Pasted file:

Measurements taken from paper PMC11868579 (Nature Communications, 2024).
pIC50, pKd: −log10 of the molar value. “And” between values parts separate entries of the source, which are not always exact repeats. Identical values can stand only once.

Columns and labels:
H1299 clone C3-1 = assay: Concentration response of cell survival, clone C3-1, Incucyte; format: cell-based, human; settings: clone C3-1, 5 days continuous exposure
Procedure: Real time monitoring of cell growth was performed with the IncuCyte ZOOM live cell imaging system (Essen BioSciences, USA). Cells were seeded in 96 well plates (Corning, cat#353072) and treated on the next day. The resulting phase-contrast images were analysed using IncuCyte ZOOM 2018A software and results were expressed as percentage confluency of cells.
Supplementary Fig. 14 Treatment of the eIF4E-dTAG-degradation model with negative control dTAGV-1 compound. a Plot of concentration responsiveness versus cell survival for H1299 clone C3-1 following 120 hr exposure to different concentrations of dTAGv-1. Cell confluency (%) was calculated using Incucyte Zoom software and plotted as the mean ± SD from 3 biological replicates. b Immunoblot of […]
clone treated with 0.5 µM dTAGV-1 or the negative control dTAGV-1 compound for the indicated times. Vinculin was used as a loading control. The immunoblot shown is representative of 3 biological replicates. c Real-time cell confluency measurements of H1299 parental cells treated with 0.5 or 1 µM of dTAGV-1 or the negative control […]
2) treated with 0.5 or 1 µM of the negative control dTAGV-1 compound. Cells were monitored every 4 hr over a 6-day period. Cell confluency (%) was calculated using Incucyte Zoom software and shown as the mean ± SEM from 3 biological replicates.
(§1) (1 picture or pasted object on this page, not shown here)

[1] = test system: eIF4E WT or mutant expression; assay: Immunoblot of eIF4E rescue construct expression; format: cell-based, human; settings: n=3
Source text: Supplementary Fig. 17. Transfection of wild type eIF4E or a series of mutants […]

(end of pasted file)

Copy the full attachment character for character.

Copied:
Measurements taken from paper PMC11868579 (Nature Communications, 2024).
pIC50, pKd: −log10 of the molar value. “And” between values parts separate entries of the source, which are not always exact repeats. Identical values can stand only once.

Columns and labels:
H1299 clone C3-1 = assay: Concentration response of cell survival, clone C3-1, Incucyte; format: cell-based, human; settings: clone C3-1, 5 days continuous exposure
Procedure: Real time monitoring of cell growth was performed with the IncuCyte ZOOM live cell imaging system (Essen BioSciences, USA). Cells were seeded in 96 well plates (Corning, cat#353072) and treated on the next day. The resulting phase-contrast images were analysed using IncuCyte ZOOM 2018A software and results were expressed as percentage confluency of cells.
Supplementary Fig. 14 Treatment of the eIF4E-dTAG-degradation model with negative control dTAGV-1 compound. a Plot of concentration responsiveness versus cell survival for H1299 clone C3-1 following 120 hr exposure to different concentrations of dTAGv-1. Cell confluency (%) was calculated using Incucyte Zoom software and plotted as the mean ± SD from 3 biological replicates. b Immunoblot of […]
clone treated with 0.5 µM dTAGV-1 or the negative control dTAGV-1 compound for the indicated times. Vinculin was used as a loading control. The immunoblot shown is representative of 3 biological replicates. c Real-time cell confluency measurements of H1299 parental cells treated with 0.5 or 1 µM of dTAGV-1 or the negative control […]
2) treated with 0.5 or 1 µM of the negative control dTAGV-1 compound. Cells were monitored every 4 hr over a 6-day period. Cell confluency (%) was calculated using Incucyte Zoom software and shown as the mean ± SEM from 3 biological replicates.
(§1) (1 picture or pasted object on this page, not shown here)

[1] = test system: eIF4E WT or mutant expression; assay: Immunoblot of eIF4E rescue construct expression; format: cell-based, human; settings: n=3
Source text: Supplementary Fig. 17. Transfection of wild type eIF4E or a series of mutants […]